Yesterday’s Government Announcement
- Requires people to stay at home, except for very limited purposes
- Non-essential shops and community spaces will be closed
- All gatherings of more than two people in public will be stopped.
Every citizen must comply with these new measures.
The new instructions state that you should only leave the house for one of four reasons:
- Shopping for basic necessities, for example food and medicine, which must be as infrequent as possible.
- One form of exercise a day, for example a run, walk, or cycle – alone or with members of your household.
- Any medical need, or to provide care or to help a vulnerable person.
- Travelling to and from work, but only where this absolutely cannot be done from home.
These four reasons are exceptions – even when doing these activities, you should be minimising time spent outside of the home and ensuring you are 2 metres apart from anyone outside of your household.
You can read more information here.
Sending Your Child / Children To School
If it is at all possible for your children to be at home, then they should be.
Schools have set up to continue your child’s education while the school is closed, and for teachers to be in contact with them. Please see Learning At Home below for more information on this.
Parents should not rely for childcare on those who are advised to be in the strict social distancing category – such as grandparents or friends, or family members with underlying health conditions.
Parents should also do everything they can to ensure children are not mixing socially in a way which can continue to spread the virus. Children should observe the same social distancing principles as adults. Please see Staying Safe below.
IF your child needs specialist support;
or is vulnerable;
or has a parent who is a critical key worker
AND you are not able to make childcare arrangements that follow the advice above ….
then you should send your child to your school. Your school will have contacted you with details of school day times and arrangements during the school closure period. These are also on your school’s website (see the links below).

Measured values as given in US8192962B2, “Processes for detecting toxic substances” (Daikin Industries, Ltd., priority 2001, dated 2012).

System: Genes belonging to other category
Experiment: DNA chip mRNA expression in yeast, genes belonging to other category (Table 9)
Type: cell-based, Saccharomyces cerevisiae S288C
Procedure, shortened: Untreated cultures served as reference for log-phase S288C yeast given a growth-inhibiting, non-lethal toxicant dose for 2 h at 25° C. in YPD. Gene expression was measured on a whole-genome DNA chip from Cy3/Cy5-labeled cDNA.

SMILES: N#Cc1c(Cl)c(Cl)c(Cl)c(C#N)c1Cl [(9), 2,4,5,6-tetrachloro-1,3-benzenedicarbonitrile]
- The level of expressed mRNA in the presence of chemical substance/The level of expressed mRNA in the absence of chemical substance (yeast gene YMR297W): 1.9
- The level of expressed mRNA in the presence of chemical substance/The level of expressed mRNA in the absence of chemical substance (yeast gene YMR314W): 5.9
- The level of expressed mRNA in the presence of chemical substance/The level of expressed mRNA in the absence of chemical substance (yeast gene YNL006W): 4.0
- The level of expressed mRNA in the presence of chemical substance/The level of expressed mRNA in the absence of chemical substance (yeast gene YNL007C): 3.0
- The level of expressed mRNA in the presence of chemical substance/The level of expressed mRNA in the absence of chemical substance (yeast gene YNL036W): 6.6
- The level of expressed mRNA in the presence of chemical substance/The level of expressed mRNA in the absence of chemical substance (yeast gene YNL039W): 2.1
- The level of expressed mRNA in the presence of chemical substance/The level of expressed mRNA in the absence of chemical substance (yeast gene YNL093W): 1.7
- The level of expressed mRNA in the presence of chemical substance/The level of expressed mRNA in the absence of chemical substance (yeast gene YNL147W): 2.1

Learning At Home
On your school website you will find information for you and your children about what school-work they should be doing while they are at home; how they should do it; when they should dial in to lessons; how they can contact their teachers with questions and how their teachers will contact them.
There is also information for parents and carers on how you can help your child to learn effectively at home, and other advice on important areas such as mental health and exercise.
Please visit you school’s website page from the links below:
The NHS advises:
- Wash your hands with soap and water often – do this for at least 20 seconds
- Use hand sanitiser gel if soap and water are not available
- Cover your mouth and nose with a tissue or your sleeve (not your hands) when you cough or sneeze
- Put used tissues in the bin immediately and wash your hands afterwards
- Stay 2 metres (3 steps) away from other people, if you need to go outside.
- Do not touch your eyes, nose or mouth if your hands are not clean.
Is my child in the group the Government says needs specialist support or is vulnerable?
Vulnerable children include children who are supported by social care, those with safeguarding and welfare needs, including child in need plans, on child protection plans, ‘looked after’ children, young carers, disabled children and those with education, health and care (EHC) plans.